Ardenne terms contextual art the art of the found world, whereas the countries of the former Eastern block still search for their own “world”: the world that had been lost; the world whose reflection was meant to be the future projected by the art of soc-realism – namely, the world whose future never came true.

Therefore, in those countries, contextual art should be observed notably as an “intra-social practice”. The contextual artist acts in the society on its behalf, transgressing the border between himself and his audience. What determines his position as an artist is awareness of the social context, namely: his social consciousness. However, it is important to make a distinction between the notion of social consciousness in the art of soc-realism, and the same notion in the discourse of contemporary contextual art in the countries of the former Eastern block. Soc-realist art was commissioned by the state and may, accordingly, be observed in terms of “ideological state apparatuses”, as defined by Louis Althusser.[8] Contrary to this ‘programmatic’ contextual collectivism, contemporary art complies to the so-called bottom-up or grass-root principles, in response to the systems of the state pursuing the neo-liberal capitalist order and re-affirmation of individualism resulting in imposed principles of competition at all social instances. In the past, social consciousness of the artist was perceived as a value advocated by the dominant ideology and ruling social order, with a view to their affirmation. Today, this notion is associated with a critical approach, characteristic for the so-called independent, alternative scenes, whose role is, to the contrary, to question the social order.[9]

Consequently, the critical-contextual approach may be observed as an important characteristic of the contemporary artistic thought in the Eastern European countries, where the notion of social consciousness, in a way, historically evolved. In the years of transition it had transformed, nevertheless retaining its basic postulates of approach to art and its position in the society. Indeed, those postulates changed a direction: the ethical dimension, sense of collectivism and notion of art as an instrument of social progress remain, with a difference that they no longer represent the dominant regime, but criticize it. Political and social changes affecting the Eastern European societies brought about changes of the dominant value systems. Thus, the prevailing ideological and aesthetic patterns of Leftist provenience changed sides in the times of rising capitalism, becoming alternative.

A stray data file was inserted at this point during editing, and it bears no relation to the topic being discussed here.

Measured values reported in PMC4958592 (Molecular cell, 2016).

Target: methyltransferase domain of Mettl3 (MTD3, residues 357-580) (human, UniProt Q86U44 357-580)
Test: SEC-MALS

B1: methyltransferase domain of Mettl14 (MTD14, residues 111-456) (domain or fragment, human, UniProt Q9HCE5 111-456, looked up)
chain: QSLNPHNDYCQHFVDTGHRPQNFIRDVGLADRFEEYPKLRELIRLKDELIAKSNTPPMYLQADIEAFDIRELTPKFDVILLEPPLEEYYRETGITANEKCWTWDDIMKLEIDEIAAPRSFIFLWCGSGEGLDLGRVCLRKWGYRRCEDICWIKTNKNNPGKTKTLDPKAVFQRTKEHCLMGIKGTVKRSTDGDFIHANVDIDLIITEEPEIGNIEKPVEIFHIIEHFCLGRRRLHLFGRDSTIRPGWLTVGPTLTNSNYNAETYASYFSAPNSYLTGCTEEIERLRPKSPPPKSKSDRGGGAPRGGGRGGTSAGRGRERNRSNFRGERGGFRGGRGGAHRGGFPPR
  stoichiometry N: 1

Therefore, on one level, we may address contemporary contextual art of Eastern Europe in terms of search for new forms of collectivism or new aspects of pursuing social justice. For a contextual artist, the society is not merely a space for artistic intervention. At the same time, it is a cause for the inner state demanding an intervention. Context is, consequently, a cause for action and playground of action. “Personal is political” and vice versa.

In such an order the artwork assumes a (social, political) mission, claiming an active contextual impact. Such approach demands a strong sense of the context and structural reflection. It commences with perceiving the problems or deficiencies within the existing context, raising questions in turn on what to do and how to react in order to transform it.[10]

To set straight the deficiencies of a context, it is necessary to challenge its basic postulates and (tacit) consensuses. In that sense, a critical-contextual approach always implies a particular “dissensus”, allowing for a sharp critique of the context. Critique is, nevertheless, the start but not the end point of conceiving a contextual-intervening artistic act, as the very need for intervention indicates a desire, necessity, demand of a new context, or even a clear vision of a different one. This vision needs not necessarily be a vision of the better, but it always starts from the need for change. It is, therefore, a vision of the different. The artist as an intervening social subject is not obliged to know exactly what kind of a change he wants, as many artworks based on such principles demonstrate to us. His desire to change the context might not be an illustration of a program, manifesto or a political proclamation of a new society, for in the complex contemporary social realm (no longer informed as a whole, as would be previously effected by the master narrative of the communist ideology) there is a consciousness on the part of the artist that he cannot precisely anticipate the consequences of his intervention. The critical-contextual approach to art may accordingly remain in the frameworks of clear dissent, of statements on what one doesn’t want; of attempts to suspend laws, even temporarily, in order to test new ones.